Figure 7. Fields and Tables: Each field corresponds to a table in the Northwind database. Here I’ve chosen five fields that provide data about an Employee, inclulding the Photo field, which will beind to a PictureBox control.
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Figure 8. Setting the Binding: The screen shot shows the steps to change the default bindings of the Employees table so that it binds to a photo, which displays in a PictureBox control.

The Employees item will now appear in the Data Sources window (Data->Show Data Sources). Change the bindings of the Employees table as shown in Figure 8. Essentially, you want to view the Employees records in the detail view and bind the Photo field to a PictureBox control.

The Employees table should now look like Figure 9.


Figure 9. Bound to the Employees: The Employees table now shows up in the Data Sources window.
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Figure 10. Data-binding in Action: Form 1 is automatically populated with data fields from the Employees table when the latter is dropped onto the form.

Drag the Employees table from the Data Sources window and drop it onto Form1 (see Figure 10). You should see that a few controls are added automatically to the form. Resize the PictureBox control and set its SizeMode property to AutoSize.

If you test the application now (by pressing F5), you will be able to view the records in the Employees table (see Figure 11.). You can add a record by clicking the Add New button, entering the value for each field, and then clicking the Save Data button to save the changes.


Figure 11. Employee View: You can now build the application and use it to view the records from the Employees table.
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Figure 12. Adding a Button Control: The button you add will allow end users to capture their own photo and save it to the employee database.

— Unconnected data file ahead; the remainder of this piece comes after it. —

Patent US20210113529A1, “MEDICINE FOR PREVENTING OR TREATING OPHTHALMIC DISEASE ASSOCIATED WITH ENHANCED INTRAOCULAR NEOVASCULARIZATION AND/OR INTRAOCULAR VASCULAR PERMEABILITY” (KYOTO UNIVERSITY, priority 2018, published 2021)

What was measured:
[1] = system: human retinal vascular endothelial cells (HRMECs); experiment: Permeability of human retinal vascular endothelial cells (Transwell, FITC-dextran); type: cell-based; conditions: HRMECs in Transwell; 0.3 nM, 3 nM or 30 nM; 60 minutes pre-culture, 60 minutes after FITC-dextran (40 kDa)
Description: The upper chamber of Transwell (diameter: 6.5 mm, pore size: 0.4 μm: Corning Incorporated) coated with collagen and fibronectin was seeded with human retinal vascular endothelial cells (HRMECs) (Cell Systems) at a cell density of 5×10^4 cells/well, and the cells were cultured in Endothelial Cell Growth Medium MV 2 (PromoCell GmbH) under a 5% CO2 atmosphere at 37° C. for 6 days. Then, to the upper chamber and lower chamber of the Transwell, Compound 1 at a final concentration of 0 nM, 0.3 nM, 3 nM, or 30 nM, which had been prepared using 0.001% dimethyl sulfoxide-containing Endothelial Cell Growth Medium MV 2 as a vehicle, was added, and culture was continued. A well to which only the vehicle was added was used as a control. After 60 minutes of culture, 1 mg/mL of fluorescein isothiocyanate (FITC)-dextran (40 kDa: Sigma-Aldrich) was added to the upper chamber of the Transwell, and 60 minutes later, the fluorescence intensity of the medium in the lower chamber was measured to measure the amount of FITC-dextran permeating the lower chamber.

This is where things get interesting. When you add a new record, you would want to make use of the webcam to take a photo of the employee and then save the photo directly to the database. To do so, first add a Button control to the bottom of the PictureBox control and name it Capture Photo (see Figure 12).

Double-click the Add New button so that when the user adds a new record, the video source is now bound to the PhotoPictureBox control:

    Private Sub BindingNavigatorAddNewItem_Click( _       ByVal sender As System.Object, _       ByVal e As System.EventArgs) _       Handles BindingNavigatorAddNewItem.Click        StopPreviewWindow()        PreviewVideo(PhotoPictureBox)    End Sub

When the user clicks on the Capture Photo button, you will call the CaptureImage subroutine to freeze the photo:

    Private Sub btnCapturePhoto_Click( _       ByVal sender As System.Object, _       ByVal e As System.EventArgs) _       Handles btnCapturePhoto.Click        CaptureImage()    End Sub

The CaptureImage() subroutine copies the image from the video source onto the clipboard. You then display the image using the PhotoPictureBox control:

    '---save the image---    Private Sub CaptureImage()        Dim data As IDataObject        Dim bmap As Image        '---copy the image to the clipboard---        SendMessage(hWnd, WM_CAP_EDIT_COPY, 0, 0)        '---retrieve the image from clipboard and convert it         ' to the bitmap format        data = Clipboard.GetDataObject()        If data.GetDataPresent(GetType(System.Drawing.Bitmap)) Then            bmap = _               CType(data.GetData(GetType(System.Drawing.Bitmap)), _               Image)            PhotoPictureBox.Image = bmap            StopPreviewWindow()        End If    End Sub
Figure 13. Adding the Author: In this screen shot I’m taking a photo of myself to create a new record in the employee database.

That’s it! Press F5 to test the application. When the form loads, click on the Add New button to add a new record. Enter the details as shown in Figure 13 and then position the webcam to take a nice snapshot of yourself. Smile and then click the Capture Photo button.

Finally, click the Save Data button to save the new record onto the database. You can verify that the photo is saved by restarting the application and then viewing the records again.

In this article, you have seen how to use the AVICap class to integrate video into your Windows application. While I have only showed you one particular usage, there are in fact many uses for video: you can build a video surveillance system using the techniques described in this article or you can build your own video conferencing application. The possibilities are endless and please let me know if you have an innovative application built using the techniques described in this article.